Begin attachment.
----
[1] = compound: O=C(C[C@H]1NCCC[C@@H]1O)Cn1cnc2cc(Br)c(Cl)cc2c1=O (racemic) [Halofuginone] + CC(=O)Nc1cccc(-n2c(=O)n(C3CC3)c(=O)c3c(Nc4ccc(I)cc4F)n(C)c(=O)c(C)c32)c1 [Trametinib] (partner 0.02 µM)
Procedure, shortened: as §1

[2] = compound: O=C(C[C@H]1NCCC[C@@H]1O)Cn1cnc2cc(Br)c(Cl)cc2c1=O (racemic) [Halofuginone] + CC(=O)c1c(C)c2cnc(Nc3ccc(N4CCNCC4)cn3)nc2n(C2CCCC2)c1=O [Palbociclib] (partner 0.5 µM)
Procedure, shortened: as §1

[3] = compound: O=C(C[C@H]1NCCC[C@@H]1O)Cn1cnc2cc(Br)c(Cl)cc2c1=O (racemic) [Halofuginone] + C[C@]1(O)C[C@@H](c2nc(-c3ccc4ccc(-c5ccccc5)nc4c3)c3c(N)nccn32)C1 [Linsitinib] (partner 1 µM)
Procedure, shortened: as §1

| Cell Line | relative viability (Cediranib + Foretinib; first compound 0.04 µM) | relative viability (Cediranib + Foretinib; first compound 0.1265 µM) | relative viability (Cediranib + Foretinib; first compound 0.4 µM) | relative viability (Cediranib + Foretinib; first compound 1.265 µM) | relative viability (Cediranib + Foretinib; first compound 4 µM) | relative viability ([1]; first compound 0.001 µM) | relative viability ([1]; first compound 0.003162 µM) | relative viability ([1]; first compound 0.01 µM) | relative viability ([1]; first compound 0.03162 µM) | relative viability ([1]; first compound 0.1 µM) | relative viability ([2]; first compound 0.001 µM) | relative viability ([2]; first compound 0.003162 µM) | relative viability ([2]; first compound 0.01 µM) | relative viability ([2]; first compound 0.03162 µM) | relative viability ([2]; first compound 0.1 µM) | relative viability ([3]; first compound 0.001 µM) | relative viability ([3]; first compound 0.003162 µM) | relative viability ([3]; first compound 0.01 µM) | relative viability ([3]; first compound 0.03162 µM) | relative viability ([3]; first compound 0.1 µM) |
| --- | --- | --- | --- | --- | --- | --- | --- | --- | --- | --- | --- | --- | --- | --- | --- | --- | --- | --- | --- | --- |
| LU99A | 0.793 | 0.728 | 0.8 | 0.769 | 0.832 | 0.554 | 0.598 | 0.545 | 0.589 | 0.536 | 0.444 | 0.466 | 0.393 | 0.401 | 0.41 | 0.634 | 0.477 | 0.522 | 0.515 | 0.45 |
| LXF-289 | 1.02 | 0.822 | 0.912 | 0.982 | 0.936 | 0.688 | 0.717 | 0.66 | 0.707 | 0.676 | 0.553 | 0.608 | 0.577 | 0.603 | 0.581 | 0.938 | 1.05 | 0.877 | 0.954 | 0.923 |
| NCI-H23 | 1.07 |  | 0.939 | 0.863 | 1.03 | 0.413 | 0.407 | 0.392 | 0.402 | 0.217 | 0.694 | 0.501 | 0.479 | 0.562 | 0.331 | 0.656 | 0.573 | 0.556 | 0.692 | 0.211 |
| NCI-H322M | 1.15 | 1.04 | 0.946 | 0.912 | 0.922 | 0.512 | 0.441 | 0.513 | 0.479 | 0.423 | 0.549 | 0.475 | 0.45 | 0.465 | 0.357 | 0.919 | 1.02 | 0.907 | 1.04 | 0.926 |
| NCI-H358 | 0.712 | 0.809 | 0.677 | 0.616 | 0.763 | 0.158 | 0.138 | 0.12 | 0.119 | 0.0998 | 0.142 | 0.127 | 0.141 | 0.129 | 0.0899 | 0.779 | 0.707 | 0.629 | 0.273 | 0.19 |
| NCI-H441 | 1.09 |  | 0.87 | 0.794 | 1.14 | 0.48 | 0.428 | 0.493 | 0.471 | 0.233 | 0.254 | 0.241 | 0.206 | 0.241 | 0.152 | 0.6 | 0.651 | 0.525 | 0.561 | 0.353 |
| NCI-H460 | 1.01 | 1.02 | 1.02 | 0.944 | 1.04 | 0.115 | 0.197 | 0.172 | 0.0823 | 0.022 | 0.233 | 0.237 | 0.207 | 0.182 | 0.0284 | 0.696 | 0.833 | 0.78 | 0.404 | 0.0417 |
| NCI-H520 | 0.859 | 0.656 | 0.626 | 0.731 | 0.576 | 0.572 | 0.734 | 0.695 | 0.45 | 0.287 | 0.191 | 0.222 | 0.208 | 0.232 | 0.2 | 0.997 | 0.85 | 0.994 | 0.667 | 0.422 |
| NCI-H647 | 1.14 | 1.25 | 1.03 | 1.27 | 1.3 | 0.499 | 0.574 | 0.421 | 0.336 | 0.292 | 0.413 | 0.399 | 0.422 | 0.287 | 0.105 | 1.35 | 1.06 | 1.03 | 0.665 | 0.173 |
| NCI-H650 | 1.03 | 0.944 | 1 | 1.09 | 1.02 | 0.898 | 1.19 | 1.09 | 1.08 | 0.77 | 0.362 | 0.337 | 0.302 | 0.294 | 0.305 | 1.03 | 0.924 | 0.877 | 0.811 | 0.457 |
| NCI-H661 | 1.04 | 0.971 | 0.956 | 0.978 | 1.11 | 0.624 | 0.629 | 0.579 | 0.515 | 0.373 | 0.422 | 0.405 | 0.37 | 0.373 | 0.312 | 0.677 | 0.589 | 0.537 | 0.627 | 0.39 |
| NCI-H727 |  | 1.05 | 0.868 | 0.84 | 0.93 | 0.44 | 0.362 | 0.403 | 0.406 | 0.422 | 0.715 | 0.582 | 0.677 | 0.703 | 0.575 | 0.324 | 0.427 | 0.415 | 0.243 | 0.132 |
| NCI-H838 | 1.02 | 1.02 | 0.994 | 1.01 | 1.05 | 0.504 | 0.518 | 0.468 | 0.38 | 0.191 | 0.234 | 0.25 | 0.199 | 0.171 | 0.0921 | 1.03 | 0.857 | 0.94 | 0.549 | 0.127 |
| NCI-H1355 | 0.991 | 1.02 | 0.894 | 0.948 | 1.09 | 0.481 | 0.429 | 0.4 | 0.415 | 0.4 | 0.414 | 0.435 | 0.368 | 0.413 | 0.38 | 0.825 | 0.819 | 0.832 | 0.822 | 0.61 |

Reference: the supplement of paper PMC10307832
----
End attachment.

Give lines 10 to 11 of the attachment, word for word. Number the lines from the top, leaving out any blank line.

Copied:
| LXF-289 | 1.02 | 0.822 | 0.912 | 0.982 | 0.936 | 0.688 | 0.717 | 0.66 | 0.707 | 0.676 | 0.553 | 0.608 | 0.577 | 0.603 | 0.581 | 0.938 | 1.05 | 0.877 | 0.954 | 0.923 |
| NCI-H23 | 1.07 |  | 0.939 | 0.863 | 1.03 | 0.413 | 0.407 | 0.392 | 0.402 | 0.217 | 0.694 | 0.501 | 0.479 | 0.562 | 0.331 | 0.656 | 0.573 | 0.556 | 0.692 | 0.211 |